Monday, October 19, 2009

Speaking Skills: Antianxiety

Key 4: Antianxiety

Presentation time is looming! You have worked on your mindset and intentions, planned your material out, and practiced. You have a firm grip on your content, and it’s starting to come together nicely in the time allotment. As the date and time for your actual presentation get closer, you might start to feel a familiar nervousness. Here are some techniques to reduce anxiety in the days and moments leading up to your presentation!

  • Remember your mindset techniques: The audience wants to hear what you have to say, you offer value to them with your content, and you are “keyed up.”
  • If you tend to think in terms of worst-case scenarios, counter it by imagining the best that can happen. Take ownership of your success!
  • Before speaking, take deep, slow breaths. Inhale through your nose, hold for a second or two, and exhale through your mouth. If you practice yoga breathing, you may find those techniques useful. Focus on your breathing to calm down, slow your heart rate. Use these deep breaths to get centered before speaking. This will also help you be mindful and present in your body, which can then cut down on unconscious fidgeting, swaying, and other giveaways of your nerves!
  • Have a bottle or glass of water near you when speaking. One sign of nervousness is a dry mouth, which can, unfortunately, lead to “smacking” sounds as you try to enunciate your words. Sipping water will help you prevent this, as well as forcing you to make pauses at key points. Note that you should sip the water, not chug it--you don’t want to suddenly feel a very urgent call of nature during your presentation. Avoid dairy-based drinks before speaking, they cause a lot of mucus production and require a lot of throat-clearing.
  • Try an antianxiety acupressure technique: the thigh rub. If you’re starting to feel panicky before your presentation, discreetly place a hand (or both) on the top of your thigh. Press down with the heel of your hand, and rub from the top of your thigh down toward your knee. Repeat as necessary. This is an acupressure technique for reducing anxiety (you can search for more acupressure techniques with Google). You can’t really do it during your speech (you’ll be bobbing up and down a lot if you do), but it can work to calm you down beforehand.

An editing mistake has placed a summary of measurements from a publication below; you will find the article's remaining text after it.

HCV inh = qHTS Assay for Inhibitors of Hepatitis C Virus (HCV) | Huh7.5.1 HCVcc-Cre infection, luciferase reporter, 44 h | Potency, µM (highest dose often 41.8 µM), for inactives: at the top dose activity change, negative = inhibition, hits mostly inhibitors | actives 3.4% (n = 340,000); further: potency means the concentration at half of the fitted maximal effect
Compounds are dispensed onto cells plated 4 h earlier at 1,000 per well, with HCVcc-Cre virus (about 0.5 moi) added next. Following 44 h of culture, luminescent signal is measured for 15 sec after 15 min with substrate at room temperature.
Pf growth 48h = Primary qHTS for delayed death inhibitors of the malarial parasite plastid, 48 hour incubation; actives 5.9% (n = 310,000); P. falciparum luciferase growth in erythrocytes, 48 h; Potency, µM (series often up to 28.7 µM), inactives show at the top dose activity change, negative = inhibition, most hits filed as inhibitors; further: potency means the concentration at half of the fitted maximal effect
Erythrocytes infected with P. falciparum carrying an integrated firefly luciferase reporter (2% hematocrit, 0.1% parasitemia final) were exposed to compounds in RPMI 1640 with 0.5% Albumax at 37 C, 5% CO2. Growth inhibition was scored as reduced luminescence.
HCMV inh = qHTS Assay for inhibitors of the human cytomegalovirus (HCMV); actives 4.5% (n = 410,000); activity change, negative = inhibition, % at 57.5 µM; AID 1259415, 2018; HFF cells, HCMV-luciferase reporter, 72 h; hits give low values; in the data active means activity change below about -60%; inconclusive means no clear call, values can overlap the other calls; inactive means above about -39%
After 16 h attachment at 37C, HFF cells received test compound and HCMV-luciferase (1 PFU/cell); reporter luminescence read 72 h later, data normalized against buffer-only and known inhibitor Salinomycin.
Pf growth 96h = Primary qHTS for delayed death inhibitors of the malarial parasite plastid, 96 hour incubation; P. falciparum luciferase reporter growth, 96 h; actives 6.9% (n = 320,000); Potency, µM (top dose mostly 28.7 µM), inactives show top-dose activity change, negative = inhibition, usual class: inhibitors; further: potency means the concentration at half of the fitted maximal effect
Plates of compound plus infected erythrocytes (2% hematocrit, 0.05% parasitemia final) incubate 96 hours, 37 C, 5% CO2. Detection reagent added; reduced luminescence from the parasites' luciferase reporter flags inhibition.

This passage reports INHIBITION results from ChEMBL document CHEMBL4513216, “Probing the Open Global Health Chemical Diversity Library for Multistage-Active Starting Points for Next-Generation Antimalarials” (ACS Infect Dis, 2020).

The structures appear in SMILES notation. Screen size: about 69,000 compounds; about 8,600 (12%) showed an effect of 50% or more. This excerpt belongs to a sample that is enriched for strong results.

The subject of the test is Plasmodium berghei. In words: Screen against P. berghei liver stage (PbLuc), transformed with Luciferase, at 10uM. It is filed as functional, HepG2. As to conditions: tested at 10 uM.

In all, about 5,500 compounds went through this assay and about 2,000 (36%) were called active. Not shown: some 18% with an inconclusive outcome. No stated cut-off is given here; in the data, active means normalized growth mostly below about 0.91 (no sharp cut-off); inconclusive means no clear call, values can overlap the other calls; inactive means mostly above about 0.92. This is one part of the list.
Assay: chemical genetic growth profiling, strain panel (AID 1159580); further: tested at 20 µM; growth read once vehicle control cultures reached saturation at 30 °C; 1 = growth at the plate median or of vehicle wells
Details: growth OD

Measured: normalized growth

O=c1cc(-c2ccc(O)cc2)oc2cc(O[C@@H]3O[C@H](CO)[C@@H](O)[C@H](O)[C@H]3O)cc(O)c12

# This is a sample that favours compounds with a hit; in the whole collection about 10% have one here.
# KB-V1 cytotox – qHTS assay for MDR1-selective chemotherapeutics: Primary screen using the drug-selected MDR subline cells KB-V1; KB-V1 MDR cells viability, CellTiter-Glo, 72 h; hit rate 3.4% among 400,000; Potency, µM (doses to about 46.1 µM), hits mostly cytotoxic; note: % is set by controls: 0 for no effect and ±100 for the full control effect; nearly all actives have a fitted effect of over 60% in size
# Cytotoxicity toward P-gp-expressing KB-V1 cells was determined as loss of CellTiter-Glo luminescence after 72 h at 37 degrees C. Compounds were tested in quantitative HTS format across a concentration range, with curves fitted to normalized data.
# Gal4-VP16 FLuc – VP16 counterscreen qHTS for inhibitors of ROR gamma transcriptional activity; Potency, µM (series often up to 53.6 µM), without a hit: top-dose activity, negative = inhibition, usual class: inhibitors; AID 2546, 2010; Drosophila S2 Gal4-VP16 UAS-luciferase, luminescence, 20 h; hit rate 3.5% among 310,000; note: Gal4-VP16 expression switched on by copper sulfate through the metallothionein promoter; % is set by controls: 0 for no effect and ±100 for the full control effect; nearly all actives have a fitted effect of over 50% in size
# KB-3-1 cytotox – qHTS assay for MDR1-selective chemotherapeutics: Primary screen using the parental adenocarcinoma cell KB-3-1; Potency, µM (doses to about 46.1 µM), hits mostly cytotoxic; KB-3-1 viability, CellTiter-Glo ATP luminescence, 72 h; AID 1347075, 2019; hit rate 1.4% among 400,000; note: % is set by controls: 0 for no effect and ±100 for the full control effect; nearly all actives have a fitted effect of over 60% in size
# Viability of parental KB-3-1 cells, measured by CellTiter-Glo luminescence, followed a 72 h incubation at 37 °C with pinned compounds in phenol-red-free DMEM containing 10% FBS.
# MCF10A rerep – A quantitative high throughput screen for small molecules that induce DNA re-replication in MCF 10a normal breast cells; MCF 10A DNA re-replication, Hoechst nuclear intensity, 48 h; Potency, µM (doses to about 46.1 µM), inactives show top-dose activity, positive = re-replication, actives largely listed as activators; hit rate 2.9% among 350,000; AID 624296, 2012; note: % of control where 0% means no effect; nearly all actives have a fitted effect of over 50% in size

• Do you have other postures or gestures that calm you down? Employ them as necessary. For example, when I am calm and relaxed, I frequently find that my thumb is tucked between my first and second fingers. It’s an unconscious posture when I’m already relaxed. Sometimes I will deliberately do this to bring on a calming sensation. If something like this works for you, by all means, use it to your advantage!
  • A little aromatherapy (body lotion, cologne, or some other scent that won’t disturb others) can be a powerful mechanism for reducing anxiety. If I’m wearing my favorite cologne, a discreet sniff of my inner wrist brings on the delightfully peaceful feelings associated with the scent (the human sense of smell is powerfully evocative of certain emotions). Lavender and ylang ylang are particularly calming for most people.
  • Still a tad nervous? Think this: “Ok, in 10 minutes [30 minutes, 1 hour], I am done, for better or worse, and I won’t have to worry about it any more!”
  • Finally, if you are still nervous to give your speech, think of it as a performance, as if you are acting. Put on the persona of someone who is supremely confident, and then perform. Many actors are actually very shy, introverted people who feel more comfortable pretending to be someone else. You can do the same in a presentation. “Fake it ‘til you make it” has a big core of truth in it when it comes to boosting confidence. Adopt the persona of a confident speaker, and you will be the real thing before you know it.
Next key: Performance

No comments: